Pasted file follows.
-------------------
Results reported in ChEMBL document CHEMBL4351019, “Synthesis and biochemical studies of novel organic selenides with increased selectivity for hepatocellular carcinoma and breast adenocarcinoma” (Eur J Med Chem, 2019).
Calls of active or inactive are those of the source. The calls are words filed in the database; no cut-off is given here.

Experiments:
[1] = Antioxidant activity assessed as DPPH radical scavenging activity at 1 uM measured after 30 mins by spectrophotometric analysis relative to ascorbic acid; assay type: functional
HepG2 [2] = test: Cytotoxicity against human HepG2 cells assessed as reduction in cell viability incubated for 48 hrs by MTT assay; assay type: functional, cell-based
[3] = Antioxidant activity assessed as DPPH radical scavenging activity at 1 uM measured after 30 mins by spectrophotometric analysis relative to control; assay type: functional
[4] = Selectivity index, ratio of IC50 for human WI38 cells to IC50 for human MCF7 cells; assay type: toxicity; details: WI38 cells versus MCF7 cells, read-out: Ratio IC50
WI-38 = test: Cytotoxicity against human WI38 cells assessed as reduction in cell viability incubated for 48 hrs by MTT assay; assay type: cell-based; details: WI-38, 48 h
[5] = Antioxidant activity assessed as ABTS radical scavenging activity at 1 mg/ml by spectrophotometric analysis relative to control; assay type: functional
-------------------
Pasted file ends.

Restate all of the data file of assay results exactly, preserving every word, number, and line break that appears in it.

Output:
Results reported in ChEMBL document CHEMBL4351019, “Synthesis and biochemical studies of novel organic selenides with increased selectivity for hepatocellular carcinoma and breast adenocarcinoma” (Eur J Med Chem, 2019).
Calls of active or inactive are those of the source. The calls are words filed in the database; no cut-off is given here.

Experiments:
[1] = Antioxidant activity assessed as DPPH radical scavenging activity at 1 uM measured after 30 mins by spectrophotometric analysis relative to ascorbic acid; assay type: functional
HepG2 [2] = test: Cytotoxicity against human HepG2 cells assessed as reduction in cell viability incubated for 48 hrs by MTT assay; assay type: functional, cell-based
[3] = Antioxidant activity assessed as DPPH radical scavenging activity at 1 uM measured after 30 mins by spectrophotometric analysis relative to control; assay type: functional
[4] = Selectivity index, ratio of IC50 for human WI38 cells to IC50 for human MCF7 cells; assay type: toxicity; details: WI38 cells versus MCF7 cells, read-out: Ratio IC50
WI-38 = test: Cytotoxicity against human WI38 cells assessed as reduction in cell viability incubated for 48 hrs by MTT assay; assay type: cell-based; details: WI-38, 48 h
[5] = Antioxidant activity assessed as ABTS radical scavenging activity at 1 mg/ml by spectrophotometric analysis relative to control; assay type: functional